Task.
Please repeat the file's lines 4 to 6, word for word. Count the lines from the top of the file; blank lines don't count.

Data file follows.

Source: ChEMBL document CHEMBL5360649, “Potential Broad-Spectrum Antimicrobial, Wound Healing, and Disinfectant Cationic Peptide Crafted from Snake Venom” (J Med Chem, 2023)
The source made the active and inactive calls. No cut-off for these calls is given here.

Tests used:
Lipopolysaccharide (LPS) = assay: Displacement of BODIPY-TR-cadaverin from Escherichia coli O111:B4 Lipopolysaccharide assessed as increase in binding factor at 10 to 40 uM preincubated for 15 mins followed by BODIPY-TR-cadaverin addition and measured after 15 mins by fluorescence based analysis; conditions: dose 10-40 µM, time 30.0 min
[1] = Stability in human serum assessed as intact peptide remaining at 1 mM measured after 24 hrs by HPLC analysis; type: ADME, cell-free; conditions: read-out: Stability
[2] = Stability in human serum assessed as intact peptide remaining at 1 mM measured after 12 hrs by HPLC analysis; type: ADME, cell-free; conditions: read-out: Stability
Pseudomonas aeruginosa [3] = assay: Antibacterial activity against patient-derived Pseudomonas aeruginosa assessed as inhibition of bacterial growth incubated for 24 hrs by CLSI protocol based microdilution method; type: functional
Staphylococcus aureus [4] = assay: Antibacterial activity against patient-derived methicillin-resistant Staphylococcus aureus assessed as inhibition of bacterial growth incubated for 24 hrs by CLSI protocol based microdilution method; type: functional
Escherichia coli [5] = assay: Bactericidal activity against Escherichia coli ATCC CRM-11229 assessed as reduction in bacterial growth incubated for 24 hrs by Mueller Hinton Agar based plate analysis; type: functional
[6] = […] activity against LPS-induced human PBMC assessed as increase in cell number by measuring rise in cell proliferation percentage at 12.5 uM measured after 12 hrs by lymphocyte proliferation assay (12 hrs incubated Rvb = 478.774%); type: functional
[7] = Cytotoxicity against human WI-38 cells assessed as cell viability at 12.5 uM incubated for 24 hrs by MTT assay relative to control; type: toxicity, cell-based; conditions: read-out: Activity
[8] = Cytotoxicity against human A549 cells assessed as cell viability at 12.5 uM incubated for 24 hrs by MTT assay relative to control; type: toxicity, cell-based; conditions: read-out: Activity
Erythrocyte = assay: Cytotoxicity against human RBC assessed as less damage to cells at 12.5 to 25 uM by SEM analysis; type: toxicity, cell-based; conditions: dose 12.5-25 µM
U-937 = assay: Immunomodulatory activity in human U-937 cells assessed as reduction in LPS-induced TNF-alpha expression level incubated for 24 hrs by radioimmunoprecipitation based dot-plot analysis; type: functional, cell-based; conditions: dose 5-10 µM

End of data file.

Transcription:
Lipopolysaccharide (LPS) = assay: Displacement of BODIPY-TR-cadaverin from Escherichia coli O111:B4 Lipopolysaccharide assessed as increase in binding factor at 10 to 40 uM preincubated for 15 mins followed by BODIPY-TR-cadaverin addition and measured after 15 mins by fluorescence based analysis; conditions: dose 10-40 µM, time 30.0 min
[1] = Stability in human serum assessed as intact peptide remaining at 1 mM measured after 24 hrs by HPLC analysis; type: ADME, cell-free; conditions: read-out: Stability
[2] = Stability in human serum assessed as intact peptide remaining at 1 mM measured after 12 hrs by HPLC analysis; type: ADME, cell-free; conditions: read-out: Stability